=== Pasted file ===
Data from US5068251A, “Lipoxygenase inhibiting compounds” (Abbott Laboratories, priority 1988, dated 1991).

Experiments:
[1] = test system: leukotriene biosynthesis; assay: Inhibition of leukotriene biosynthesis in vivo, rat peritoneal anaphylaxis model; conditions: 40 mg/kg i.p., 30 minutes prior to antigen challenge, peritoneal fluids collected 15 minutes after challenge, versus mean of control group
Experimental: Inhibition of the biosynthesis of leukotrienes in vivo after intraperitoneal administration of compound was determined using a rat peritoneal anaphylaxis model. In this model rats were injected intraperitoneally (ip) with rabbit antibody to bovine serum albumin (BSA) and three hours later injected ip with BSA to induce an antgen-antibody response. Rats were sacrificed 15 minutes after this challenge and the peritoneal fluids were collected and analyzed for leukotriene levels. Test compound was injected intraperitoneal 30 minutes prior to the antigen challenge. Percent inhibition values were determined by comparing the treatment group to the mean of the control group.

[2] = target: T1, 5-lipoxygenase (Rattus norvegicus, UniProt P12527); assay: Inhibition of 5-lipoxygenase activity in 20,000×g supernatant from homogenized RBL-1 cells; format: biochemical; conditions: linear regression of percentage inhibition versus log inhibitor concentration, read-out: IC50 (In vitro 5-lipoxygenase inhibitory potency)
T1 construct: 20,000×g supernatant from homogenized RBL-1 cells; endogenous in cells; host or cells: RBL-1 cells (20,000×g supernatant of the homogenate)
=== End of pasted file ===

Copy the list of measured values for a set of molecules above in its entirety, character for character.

Data from US5068251A, “Lipoxygenase inhibiting compounds” (Abbott Laboratories, priority 1988, dated 1991).

Experiments:
[1] = test system: leukotriene biosynthesis; assay: Inhibition of leukotriene biosynthesis in vivo, rat peritoneal anaphylaxis model; conditions: 40 mg/kg i.p., 30 minutes prior to antigen challenge, peritoneal fluids collected 15 minutes after challenge, versus mean of control group
Experimental: Inhibition of the biosynthesis of leukotrienes in vivo after intraperitoneal administration of compound was determined using a rat peritoneal anaphylaxis model. In this model rats were injected intraperitoneally (ip) with rabbit antibody to bovine serum albumin (BSA) and three hours later injected ip with BSA to induce an antgen-antibody response. Rats were sacrificed 15 minutes after this challenge and the peritoneal fluids were collected and analyzed for leukotriene levels. Test compound was injected intraperitoneal 30 minutes prior to the antigen challenge. Percent inhibition values were determined by comparing the treatment group to the mean of the control group.

[2] = target: T1, 5-lipoxygenase (Rattus norvegicus, UniProt P12527); assay: Inhibition of 5-lipoxygenase activity in 20,000×g supernatant from homogenized RBL-1 cells; format: biochemical; conditions: linear regression of percentage inhibition versus log inhibitor concentration, read-out: IC50 (In vitro 5-lipoxygenase inhibitory potency)
T1 construct: 20,000×g supernatant from homogenized RBL-1 cells; endogenous in cells; host or cells: RBL-1 cells (20,000×g supernatant of the homogenate)